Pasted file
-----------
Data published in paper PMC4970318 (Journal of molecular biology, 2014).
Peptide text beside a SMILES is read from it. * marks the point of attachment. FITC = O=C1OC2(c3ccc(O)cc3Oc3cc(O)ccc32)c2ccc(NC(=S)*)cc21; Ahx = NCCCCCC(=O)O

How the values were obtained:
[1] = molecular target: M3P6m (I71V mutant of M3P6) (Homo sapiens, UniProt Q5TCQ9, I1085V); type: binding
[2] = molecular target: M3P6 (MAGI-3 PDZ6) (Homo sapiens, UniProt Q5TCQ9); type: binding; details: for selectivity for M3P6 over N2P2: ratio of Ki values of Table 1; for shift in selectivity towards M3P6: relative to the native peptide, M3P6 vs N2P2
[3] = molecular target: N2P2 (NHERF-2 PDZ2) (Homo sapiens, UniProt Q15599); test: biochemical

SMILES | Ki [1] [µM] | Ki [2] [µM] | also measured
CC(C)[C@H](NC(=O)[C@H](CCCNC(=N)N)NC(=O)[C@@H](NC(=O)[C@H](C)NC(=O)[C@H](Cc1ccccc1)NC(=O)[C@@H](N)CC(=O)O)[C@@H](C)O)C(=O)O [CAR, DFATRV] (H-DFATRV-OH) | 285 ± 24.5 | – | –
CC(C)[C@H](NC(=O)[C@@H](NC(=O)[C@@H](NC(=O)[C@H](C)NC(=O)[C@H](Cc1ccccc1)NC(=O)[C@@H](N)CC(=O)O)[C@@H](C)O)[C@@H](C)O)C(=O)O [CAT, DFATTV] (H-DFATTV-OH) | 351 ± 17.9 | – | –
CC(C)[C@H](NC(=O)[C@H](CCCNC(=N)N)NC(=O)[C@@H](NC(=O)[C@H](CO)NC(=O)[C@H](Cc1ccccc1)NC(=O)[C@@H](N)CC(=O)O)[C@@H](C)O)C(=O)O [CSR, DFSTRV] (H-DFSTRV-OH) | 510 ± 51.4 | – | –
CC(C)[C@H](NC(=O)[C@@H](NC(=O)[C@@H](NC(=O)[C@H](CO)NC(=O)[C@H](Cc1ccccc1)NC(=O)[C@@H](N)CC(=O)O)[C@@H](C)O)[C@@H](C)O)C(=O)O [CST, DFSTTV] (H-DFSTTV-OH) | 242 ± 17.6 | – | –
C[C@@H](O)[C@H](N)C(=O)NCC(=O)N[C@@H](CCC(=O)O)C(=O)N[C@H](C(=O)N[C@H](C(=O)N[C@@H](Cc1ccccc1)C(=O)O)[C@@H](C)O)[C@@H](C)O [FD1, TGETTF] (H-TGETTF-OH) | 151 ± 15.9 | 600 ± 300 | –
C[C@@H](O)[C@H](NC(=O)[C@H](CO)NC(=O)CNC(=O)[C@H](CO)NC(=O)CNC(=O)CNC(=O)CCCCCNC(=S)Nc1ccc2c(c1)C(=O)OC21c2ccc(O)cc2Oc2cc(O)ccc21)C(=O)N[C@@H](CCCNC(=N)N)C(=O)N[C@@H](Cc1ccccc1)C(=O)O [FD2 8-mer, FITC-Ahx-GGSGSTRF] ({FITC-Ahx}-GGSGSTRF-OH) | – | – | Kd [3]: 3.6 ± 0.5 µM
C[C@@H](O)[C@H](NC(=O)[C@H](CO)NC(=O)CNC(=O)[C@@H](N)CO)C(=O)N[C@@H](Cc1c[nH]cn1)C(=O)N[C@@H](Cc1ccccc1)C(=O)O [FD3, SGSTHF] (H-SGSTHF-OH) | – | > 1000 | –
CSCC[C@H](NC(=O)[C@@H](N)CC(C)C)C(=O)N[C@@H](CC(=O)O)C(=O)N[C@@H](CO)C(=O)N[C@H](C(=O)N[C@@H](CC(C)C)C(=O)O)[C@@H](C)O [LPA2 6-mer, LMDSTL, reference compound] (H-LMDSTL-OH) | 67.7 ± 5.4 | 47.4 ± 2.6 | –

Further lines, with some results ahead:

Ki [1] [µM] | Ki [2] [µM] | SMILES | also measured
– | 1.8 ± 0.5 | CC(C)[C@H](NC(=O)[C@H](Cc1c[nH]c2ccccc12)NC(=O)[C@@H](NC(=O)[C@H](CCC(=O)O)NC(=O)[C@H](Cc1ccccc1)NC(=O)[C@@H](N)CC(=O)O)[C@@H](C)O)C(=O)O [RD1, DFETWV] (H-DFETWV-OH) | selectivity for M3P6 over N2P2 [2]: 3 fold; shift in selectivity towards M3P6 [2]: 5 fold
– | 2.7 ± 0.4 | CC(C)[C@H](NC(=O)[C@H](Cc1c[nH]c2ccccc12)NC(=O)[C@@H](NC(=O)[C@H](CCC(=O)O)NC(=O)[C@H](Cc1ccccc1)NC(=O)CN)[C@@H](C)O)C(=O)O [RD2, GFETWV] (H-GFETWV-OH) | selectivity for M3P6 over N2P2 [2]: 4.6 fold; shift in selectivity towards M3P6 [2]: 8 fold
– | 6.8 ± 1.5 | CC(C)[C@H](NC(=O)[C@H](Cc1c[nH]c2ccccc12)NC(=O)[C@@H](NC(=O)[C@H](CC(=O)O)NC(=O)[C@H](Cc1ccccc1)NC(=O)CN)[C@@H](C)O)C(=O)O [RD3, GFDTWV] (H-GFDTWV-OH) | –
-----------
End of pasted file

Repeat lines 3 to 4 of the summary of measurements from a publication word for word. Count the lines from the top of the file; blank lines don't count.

How the values were obtained:
[1] = molecular target: M3P6m (I71V mutant of M3P6) (Homo sapiens, UniProt Q5TCQ9, I1085V); type: binding